Dr. Chris Comer is Safari Club International Foundation’s new Director of Conservation. He is located in the Washington, D.C.

Chris comes to SCI Foundation from the Arthur Temple College of Forestry and Agriculture at Stephen F. Austin State University in Nacogdoches, Texas, where he was the R.E. Minton Distinguished Professor of Forest Wildlife Management.

He joined SFA immediately after completing his Ph.D., studying white-tailed deer ecology and management at the University of Georgia in 2005.

Chris also holds an M.S. from Penn State and a bachelor’s degree from Carleton College in Minnesota.

In addition to teaching graduate and undergraduate students in wildlife habitat management, wildlife techniques, and big game management, Chris has also conducted research with a variety of species including black bears, wild turkeys, American woodcock, and white-tailed deer.

He is also currently working on revising an introductory textbook in wildlife management (Wildlife Ecology and Management by Eric Bolen and William Robinson).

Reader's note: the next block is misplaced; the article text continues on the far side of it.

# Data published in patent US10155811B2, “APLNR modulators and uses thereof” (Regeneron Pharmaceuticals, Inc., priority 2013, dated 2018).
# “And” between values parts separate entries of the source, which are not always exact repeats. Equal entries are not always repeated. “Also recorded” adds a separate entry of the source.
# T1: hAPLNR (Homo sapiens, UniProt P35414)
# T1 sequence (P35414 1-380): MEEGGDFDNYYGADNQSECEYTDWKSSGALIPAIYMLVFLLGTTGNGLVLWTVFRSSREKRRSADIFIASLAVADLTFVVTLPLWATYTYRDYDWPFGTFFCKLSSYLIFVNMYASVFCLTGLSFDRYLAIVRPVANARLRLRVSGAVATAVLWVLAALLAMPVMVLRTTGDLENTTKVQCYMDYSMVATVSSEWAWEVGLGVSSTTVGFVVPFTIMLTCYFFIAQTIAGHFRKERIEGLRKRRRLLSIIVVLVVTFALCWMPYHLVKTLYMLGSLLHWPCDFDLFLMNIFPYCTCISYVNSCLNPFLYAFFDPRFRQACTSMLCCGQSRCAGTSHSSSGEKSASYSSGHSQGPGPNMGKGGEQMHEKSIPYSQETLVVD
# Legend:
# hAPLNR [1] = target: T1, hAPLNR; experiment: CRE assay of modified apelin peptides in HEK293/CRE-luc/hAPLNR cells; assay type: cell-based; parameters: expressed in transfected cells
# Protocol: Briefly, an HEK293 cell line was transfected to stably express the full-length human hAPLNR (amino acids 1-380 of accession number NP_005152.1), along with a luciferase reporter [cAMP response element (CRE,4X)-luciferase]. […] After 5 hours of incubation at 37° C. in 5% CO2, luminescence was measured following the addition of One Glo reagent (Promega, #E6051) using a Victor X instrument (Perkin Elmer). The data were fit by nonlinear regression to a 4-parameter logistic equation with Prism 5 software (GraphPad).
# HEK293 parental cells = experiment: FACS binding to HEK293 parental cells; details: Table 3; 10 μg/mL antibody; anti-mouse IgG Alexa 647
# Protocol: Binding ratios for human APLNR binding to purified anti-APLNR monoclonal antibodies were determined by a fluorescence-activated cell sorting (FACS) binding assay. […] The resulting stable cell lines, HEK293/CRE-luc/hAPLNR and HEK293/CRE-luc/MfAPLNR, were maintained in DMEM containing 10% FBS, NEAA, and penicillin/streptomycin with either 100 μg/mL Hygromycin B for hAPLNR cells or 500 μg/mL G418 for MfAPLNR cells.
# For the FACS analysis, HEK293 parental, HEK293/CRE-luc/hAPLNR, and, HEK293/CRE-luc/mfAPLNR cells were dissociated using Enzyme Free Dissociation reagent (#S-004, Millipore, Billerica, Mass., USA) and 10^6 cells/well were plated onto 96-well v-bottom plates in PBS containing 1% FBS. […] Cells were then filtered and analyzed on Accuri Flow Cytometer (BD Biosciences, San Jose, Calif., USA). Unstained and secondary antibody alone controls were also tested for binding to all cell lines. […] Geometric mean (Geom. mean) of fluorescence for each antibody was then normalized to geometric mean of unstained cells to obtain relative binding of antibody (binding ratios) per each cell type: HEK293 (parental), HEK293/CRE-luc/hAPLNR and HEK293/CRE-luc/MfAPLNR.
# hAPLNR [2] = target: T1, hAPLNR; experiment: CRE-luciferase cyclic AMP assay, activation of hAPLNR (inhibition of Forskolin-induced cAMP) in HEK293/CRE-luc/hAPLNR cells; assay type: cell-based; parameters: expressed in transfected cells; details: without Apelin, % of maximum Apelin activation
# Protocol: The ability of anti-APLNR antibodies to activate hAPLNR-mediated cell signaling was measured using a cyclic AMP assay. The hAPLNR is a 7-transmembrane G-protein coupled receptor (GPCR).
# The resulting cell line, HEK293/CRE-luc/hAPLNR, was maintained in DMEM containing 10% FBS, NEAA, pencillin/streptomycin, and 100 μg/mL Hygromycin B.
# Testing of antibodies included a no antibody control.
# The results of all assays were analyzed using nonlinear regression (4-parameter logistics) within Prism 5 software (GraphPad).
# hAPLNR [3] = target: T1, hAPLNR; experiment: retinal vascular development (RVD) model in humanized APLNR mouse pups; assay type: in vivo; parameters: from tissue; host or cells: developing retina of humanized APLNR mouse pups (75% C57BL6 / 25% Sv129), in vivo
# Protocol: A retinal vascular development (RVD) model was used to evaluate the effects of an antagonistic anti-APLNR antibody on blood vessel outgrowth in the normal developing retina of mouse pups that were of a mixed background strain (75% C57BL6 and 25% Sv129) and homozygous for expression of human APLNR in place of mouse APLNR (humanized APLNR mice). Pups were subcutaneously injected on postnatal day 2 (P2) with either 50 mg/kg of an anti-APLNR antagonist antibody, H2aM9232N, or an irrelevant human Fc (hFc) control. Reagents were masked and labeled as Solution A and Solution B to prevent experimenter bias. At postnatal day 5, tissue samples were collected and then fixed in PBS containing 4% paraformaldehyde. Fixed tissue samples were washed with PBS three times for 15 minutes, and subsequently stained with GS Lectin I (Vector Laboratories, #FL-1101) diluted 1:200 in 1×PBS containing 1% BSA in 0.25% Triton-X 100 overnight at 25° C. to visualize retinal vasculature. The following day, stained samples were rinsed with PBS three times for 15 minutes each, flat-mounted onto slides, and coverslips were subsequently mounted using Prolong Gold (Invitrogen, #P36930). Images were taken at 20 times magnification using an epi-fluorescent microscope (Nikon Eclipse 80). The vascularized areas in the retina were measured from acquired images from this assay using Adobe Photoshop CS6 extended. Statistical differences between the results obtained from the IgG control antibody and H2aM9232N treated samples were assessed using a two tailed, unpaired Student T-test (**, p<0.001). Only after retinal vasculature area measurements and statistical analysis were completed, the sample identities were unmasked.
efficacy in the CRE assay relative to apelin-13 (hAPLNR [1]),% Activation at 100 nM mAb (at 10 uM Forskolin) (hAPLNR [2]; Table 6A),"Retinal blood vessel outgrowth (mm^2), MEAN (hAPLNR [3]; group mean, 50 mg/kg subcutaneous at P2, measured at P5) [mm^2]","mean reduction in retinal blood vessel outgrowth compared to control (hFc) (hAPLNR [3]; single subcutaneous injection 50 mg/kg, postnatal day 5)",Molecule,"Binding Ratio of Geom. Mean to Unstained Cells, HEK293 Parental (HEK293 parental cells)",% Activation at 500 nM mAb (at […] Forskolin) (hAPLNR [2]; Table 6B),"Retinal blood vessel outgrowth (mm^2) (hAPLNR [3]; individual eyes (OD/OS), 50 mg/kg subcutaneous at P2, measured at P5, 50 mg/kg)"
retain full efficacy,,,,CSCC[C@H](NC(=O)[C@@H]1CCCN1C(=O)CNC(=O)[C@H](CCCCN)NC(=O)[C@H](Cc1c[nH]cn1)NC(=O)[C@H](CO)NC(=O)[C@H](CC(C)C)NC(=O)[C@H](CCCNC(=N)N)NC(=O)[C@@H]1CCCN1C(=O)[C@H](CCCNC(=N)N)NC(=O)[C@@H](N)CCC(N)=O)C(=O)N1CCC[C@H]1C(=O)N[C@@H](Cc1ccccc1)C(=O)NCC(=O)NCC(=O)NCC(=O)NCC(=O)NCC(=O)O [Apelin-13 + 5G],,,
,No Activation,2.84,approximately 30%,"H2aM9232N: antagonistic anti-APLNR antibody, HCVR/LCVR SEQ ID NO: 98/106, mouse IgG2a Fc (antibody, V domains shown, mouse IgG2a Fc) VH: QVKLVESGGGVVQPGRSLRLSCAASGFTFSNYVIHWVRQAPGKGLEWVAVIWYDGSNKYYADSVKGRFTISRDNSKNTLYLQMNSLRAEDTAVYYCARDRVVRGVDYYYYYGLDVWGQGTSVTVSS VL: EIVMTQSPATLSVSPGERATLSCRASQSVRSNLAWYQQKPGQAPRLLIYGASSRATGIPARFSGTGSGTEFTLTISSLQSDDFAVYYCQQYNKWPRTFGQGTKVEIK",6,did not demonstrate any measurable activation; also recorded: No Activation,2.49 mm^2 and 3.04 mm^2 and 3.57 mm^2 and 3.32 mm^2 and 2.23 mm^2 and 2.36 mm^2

Chris is proud to be a hunter for several reasons, including the satisfaction of participating in the procurement of high-quality meat for himself and his family. But he is most proud of the leading role that hunters and anglers have played in the management and conservation of all wildlife species, not just game species.

He is looking forward to being a part of an organization with such a long and proud history in wildlife conservation. Specifically, he is looking forward to the opportunity to learn more about and eventually contribute to the many exciting research and conservation projects that SCI Foundation supports around the world.

Chris will be joined in Washington by his wife of 27 years, JuLee, and two children: Jon (13) and Zoey (10). He likes to consider himself an outdoorsman of sorts and most of his leisure time is spent hiking, bird-watching, and (especially) hunting upland game birds, waterfowl, and white-tailed deer. His partners in these efforts include two Brittanies that generally rule the household.


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